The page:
Ever since Michel Foucault's highly regarded work on prisons and confinement in the 1970s, critical examination of the forerunners to the prison - slavery, serfdom, and colonial confinements - has been rare. However, these institutions inform and participate in many of the same ideologies that the prison enforces.
Captivating Subjects is a collection of essays that fills several crucial gaps in the critical examination of the relations between Western state-sanctioned confinement, identity, nation, and literature. Editors Jason Haslam and Julia M. Wright have brought together an esteemed group of international scholars to examine nineteenth-century writings by prisoners, slaves, and other captives, tracing some of the continuities among the varieties of captivity and their crucial relationship to post-Enlightenment subjectivities.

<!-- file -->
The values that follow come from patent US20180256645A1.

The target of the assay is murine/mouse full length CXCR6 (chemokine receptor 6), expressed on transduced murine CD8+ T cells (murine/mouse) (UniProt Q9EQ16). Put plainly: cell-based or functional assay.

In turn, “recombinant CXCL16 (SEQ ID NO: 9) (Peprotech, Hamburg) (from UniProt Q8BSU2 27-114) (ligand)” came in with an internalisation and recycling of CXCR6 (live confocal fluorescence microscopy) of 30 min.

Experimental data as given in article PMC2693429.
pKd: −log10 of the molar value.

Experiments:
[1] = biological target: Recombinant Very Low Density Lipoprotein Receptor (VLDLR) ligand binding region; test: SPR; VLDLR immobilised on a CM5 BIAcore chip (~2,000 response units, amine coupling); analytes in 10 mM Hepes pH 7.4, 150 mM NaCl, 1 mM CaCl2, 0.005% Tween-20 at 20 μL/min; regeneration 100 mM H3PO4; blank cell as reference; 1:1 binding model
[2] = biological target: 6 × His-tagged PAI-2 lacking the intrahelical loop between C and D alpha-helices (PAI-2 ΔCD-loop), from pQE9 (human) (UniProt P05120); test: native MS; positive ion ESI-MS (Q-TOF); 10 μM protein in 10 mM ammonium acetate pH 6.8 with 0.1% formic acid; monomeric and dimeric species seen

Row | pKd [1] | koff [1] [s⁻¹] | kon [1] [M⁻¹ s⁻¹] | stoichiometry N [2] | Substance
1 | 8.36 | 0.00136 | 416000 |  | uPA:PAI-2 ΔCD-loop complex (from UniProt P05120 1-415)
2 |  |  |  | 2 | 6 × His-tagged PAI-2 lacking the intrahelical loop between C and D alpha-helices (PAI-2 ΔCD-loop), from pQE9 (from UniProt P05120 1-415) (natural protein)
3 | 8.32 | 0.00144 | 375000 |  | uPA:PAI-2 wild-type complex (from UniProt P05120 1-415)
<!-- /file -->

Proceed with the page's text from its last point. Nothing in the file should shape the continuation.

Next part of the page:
This volume is the first sustained examination of the ways in which the diverse kinds of confinement intersect with Western ideologies of subjectivity, investigating the modern nation-state's reliance on captivity as a means of consolidating notions of individual and national sovereignty. It details the specific historical and cultural practices of confinement and their relations to each other and to punishment through a range of national contexts.